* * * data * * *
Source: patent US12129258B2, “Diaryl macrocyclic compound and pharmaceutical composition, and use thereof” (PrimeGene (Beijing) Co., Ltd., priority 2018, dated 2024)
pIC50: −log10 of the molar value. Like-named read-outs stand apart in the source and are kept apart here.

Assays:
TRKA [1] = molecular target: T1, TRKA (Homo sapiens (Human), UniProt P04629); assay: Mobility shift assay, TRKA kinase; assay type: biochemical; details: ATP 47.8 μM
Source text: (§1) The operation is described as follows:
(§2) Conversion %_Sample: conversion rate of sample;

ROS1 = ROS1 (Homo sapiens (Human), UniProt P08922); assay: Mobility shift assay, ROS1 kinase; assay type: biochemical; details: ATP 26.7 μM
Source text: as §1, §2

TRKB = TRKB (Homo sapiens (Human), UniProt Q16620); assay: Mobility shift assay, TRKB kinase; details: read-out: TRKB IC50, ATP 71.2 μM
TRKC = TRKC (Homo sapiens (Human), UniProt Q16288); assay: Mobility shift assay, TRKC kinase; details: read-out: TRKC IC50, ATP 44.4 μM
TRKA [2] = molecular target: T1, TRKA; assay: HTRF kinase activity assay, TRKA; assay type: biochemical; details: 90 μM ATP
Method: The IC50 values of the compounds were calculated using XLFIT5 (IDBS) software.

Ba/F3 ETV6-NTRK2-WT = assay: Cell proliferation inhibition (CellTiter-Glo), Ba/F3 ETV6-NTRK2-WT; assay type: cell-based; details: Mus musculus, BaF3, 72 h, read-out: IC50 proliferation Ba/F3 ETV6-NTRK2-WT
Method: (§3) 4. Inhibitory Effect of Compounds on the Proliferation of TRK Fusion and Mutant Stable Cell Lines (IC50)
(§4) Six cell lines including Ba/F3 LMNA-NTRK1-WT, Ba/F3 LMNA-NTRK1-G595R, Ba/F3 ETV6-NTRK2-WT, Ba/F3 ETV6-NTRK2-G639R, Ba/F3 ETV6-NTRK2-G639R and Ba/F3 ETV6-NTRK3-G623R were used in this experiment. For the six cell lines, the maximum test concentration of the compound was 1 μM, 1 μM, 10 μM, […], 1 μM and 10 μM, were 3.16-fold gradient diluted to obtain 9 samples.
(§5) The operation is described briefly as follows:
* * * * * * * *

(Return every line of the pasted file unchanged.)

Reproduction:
Source: patent US12129258B2, “Diaryl macrocyclic compound and pharmaceutical composition, and use thereof” (PrimeGene (Beijing) Co., Ltd., priority 2018, dated 2024)
pIC50: −log10 of the molar value. Like-named read-outs stand apart in the source and are kept apart here.

Assays:
TRKA [1] = molecular target: T1, TRKA (Homo sapiens (Human), UniProt P04629); assay: Mobility shift assay, TRKA kinase; assay type: biochemical; details: ATP 47.8 μM
Source text: (§1) The operation is described as follows:
(§2) Conversion %_Sample: conversion rate of sample;

ROS1 = ROS1 (Homo sapiens (Human), UniProt P08922); assay: Mobility shift assay, ROS1 kinase; assay type: biochemical; details: ATP 26.7 μM
Source text: as §1, §2

TRKB = TRKB (Homo sapiens (Human), UniProt Q16620); assay: Mobility shift assay, TRKB kinase; details: read-out: TRKB IC50, ATP 71.2 μM
TRKC = TRKC (Homo sapiens (Human), UniProt Q16288); assay: Mobility shift assay, TRKC kinase; details: read-out: TRKC IC50, ATP 44.4 μM
TRKA [2] = molecular target: T1, TRKA; assay: HTRF kinase activity assay, TRKA; assay type: biochemical; details: 90 μM ATP
Method: The IC50 values of the compounds were calculated using XLFIT5 (IDBS) software.

Ba/F3 ETV6-NTRK2-WT = assay: Cell proliferation inhibition (CellTiter-Glo), Ba/F3 ETV6-NTRK2-WT; assay type: cell-based; details: Mus musculus, BaF3, 72 h, read-out: IC50 proliferation Ba/F3 ETV6-NTRK2-WT
Method: (§3) 4. Inhibitory Effect of Compounds on the Proliferation of TRK Fusion and Mutant Stable Cell Lines (IC50)
(§4) Six cell lines including Ba/F3 LMNA-NTRK1-WT, Ba/F3 LMNA-NTRK1-G595R, Ba/F3 ETV6-NTRK2-WT, Ba/F3 ETV6-NTRK2-G639R, Ba/F3 ETV6-NTRK2-G639R and Ba/F3 ETV6-NTRK3-G623R were used in this experiment. For the six cell lines, the maximum test concentration of the compound was 1 μM, 1 μM, 10 μM, […], 1 μM and 10 μM, were 3.16-fold gradient diluted to obtain 9 samples.
(§5) The operation is described briefly as follows: